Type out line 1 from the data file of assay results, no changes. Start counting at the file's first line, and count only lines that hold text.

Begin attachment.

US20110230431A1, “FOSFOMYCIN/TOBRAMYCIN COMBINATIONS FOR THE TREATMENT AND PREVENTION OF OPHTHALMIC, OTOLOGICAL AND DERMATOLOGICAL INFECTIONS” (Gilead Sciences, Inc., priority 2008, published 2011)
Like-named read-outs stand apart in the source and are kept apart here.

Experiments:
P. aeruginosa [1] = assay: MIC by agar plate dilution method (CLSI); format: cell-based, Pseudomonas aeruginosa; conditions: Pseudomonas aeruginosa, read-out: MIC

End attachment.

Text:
US20110230431A1, “FOSFOMYCIN/TOBRAMYCIN COMBINATIONS FOR THE TREATMENT AND PREVENTION OF OPHTHALMIC, OTOLOGICAL AND DERMATOLOGICAL INFECTIONS” (Gilead Sciences, Inc., priority 2008, published 2011)